The Grand Slam that has nothing to do with baseball
Avid anglers already know that Belize is ranked as one of the world's top saltwater fly fishing destinations and many travelers bring their gear and patience as they try for bragging rights by landing a Grand Slam.
A Grand Slam means catching a bonefish, permit, and tarpon all on the same day. Thanks to ongoing conservation efforts in Belize, all three fish are catch-and-release only, which helps improve the chances of getting the trifecta.
Belize has several fly-fishing hot spots, but one of the most popular is Ambergris Caye where several lodges and a camp cater to visiting anglers.
Don’t bother looking for the Golden Arches
Belize doesn't have a single chain restaurant within its borders. Its cuisine is inspired by the multitude of cultural influences that make up modern day Belize, including African, Maya, Spanish, British, and more.
Be sure to try local specialties that you won’t necessarily find outside of Belize. At breakfast, order Belizean meat pies. Believed to be a remnant of British colonialism, meat pies have a thick golden crust and are stuffed with saucy beef or chicken. Or go for Orange Walk style tacos, which are rolled up corn tortillas filled with pork or chicken and habanero-pickled onions or cabbage.
Another Belizean staple is the fry jack, fluffy deep-fried dough pieces that you can eat with savory breakfast dishes or local jam and honey. The blend of cultural influences is very evident in a traditional Belizean breakfast made up of Kriol-inspired fry jacks, Maya-style eggs, and Yucatan refried beans.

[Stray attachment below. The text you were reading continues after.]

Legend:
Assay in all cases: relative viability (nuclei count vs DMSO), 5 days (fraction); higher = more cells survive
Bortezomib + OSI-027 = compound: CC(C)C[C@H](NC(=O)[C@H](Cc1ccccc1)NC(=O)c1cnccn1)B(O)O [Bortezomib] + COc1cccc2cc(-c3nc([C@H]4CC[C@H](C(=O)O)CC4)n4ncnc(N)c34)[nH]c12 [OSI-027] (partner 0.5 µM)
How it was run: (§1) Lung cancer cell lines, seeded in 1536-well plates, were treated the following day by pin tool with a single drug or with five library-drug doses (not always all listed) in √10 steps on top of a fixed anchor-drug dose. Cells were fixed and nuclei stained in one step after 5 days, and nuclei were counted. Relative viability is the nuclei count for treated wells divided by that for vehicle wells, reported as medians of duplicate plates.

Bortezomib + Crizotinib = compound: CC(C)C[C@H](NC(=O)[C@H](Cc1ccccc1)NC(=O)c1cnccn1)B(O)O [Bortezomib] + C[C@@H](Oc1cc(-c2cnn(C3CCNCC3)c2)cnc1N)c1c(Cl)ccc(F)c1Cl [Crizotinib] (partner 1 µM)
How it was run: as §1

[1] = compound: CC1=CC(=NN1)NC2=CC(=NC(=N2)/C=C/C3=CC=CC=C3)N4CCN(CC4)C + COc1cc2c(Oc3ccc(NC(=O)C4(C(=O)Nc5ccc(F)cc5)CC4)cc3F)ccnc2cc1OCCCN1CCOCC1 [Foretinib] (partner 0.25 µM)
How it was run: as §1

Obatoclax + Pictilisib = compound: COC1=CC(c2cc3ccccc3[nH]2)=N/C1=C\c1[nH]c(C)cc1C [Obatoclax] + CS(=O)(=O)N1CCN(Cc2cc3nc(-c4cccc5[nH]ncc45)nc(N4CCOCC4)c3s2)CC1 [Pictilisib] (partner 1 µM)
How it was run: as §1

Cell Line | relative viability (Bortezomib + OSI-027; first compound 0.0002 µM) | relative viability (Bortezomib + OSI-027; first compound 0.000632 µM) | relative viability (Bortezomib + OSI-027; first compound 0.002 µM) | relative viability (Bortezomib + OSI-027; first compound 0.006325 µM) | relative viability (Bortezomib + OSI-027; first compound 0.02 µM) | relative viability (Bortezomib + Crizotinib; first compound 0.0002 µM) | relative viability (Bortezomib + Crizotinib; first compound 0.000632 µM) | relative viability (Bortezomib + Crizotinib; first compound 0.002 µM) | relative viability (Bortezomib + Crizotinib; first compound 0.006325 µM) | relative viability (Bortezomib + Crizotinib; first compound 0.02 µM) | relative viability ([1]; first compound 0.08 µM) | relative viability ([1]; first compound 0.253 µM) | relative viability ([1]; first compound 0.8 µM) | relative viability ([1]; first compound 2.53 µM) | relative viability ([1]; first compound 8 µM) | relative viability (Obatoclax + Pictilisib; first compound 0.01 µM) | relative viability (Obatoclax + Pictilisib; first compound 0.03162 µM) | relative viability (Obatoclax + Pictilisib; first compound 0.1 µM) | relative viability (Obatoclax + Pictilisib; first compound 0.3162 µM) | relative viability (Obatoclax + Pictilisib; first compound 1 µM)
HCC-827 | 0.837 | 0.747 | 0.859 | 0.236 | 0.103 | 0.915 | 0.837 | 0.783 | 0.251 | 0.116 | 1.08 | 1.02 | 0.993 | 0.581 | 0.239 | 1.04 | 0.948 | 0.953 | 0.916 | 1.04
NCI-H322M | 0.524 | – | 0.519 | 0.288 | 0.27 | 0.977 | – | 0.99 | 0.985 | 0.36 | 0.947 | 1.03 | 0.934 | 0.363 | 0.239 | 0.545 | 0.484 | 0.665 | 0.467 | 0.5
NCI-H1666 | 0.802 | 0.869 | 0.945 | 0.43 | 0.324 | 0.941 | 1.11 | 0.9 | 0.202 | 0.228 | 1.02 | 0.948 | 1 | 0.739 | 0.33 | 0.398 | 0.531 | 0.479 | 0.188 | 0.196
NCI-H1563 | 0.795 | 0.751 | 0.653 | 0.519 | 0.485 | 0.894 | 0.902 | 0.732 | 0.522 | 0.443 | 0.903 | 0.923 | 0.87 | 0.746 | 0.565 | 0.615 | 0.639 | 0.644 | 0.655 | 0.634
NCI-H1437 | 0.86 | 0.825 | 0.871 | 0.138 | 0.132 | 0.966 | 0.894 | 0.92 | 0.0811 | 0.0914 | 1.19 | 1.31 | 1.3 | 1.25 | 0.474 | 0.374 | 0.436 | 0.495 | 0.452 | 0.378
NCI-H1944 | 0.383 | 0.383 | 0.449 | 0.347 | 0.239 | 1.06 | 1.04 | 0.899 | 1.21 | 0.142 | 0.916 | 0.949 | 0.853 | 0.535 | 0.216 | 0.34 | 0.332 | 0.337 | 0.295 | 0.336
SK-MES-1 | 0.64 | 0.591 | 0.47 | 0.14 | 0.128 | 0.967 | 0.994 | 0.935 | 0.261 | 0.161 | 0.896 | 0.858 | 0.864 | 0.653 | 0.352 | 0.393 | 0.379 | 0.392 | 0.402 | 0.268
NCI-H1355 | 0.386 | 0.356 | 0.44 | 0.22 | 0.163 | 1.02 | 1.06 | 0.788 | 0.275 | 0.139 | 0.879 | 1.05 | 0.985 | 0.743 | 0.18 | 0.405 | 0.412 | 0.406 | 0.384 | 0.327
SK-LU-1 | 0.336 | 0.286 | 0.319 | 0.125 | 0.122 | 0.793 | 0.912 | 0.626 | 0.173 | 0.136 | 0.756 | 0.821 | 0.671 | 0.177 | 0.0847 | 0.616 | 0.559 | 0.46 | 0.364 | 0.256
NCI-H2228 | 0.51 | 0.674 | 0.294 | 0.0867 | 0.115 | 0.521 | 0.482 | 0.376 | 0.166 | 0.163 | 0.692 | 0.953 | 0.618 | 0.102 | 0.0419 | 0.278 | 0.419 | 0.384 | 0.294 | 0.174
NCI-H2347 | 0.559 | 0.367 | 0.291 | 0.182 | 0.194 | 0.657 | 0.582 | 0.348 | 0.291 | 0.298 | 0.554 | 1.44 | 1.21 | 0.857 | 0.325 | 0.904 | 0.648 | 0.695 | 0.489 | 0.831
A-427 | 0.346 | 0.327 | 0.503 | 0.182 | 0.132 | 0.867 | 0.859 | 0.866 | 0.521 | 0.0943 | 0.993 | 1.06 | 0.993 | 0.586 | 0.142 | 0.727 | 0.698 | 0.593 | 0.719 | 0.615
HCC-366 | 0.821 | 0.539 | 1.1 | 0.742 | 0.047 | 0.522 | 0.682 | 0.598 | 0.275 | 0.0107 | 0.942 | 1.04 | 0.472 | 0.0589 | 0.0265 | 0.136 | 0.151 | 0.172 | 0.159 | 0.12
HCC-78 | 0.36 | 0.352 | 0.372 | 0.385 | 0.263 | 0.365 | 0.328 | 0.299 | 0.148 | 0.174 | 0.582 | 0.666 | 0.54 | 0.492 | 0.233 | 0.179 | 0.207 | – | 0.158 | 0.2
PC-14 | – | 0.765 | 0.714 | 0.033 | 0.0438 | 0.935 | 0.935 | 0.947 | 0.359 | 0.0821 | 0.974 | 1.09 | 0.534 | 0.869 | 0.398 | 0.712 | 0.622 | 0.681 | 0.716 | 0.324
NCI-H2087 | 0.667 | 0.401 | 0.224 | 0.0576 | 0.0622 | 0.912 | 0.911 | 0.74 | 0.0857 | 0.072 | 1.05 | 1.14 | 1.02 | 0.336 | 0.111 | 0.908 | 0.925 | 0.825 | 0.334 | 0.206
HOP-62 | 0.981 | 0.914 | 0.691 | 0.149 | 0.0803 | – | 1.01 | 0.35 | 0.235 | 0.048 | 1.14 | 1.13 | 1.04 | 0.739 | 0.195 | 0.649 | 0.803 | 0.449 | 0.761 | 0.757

If Belizean cuisine could be summed up in one dish, it's rice and beans with stewed chicken—a Kriol lunch staple eaten everywhere in Belize. The stewed chicken is usually served with potato salad or coleslaw and habanero-pickled onions on the side. This recipe makes it easy to make Belize's stewed chicken at home.
Seafood is an important staple in Belize, especially on the cayes where you can get fresh lobster and conch (when they are in season), Mexican-style ceviche, and whole fried fish.
Serving rodent to royalty
In Venezuela, there’s capybara. In Ecuador and Peru there’s cuy, or guinea pig. In Louisiana, it’s nutria. In Belize, the rodent occasionally found on dinner plates is gibnut, which is native to the country’s rainforests. Served stewed or grilled, it’s a gamey but lean meat.
It's not the type of delicacy you would expect to see served on a high-end menu, let alone to the Queen of England, Queen Elizabeth II, who is known to be a rather fussy eater. But that’s just what she had on a visit to Belize in 1985 (she noted it tasted like rabbit). The gibnut is now known in Belize as the “royal rat.”